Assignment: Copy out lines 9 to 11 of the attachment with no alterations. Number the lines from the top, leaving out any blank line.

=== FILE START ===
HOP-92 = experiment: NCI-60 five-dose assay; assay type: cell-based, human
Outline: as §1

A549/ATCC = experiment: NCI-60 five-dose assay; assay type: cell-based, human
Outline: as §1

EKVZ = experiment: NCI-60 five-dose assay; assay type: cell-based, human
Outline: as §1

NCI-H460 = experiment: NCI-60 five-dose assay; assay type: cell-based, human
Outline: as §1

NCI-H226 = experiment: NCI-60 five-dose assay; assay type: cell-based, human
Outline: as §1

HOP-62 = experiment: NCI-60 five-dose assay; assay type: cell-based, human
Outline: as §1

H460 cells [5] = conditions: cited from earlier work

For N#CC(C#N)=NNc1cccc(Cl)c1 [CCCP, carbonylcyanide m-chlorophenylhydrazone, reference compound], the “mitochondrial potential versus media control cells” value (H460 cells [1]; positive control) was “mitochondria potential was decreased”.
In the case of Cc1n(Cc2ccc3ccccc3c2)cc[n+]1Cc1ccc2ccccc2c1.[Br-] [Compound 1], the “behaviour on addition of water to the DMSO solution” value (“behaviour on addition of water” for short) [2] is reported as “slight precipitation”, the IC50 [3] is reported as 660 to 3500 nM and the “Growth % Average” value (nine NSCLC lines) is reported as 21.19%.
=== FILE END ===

NCI-H226 = experiment: NCI-60 five-dose assay; assay type: cell-based, human
Outline: as §1

HOP-62 = experiment: NCI-60 five-dose assay; assay type: cell-based, human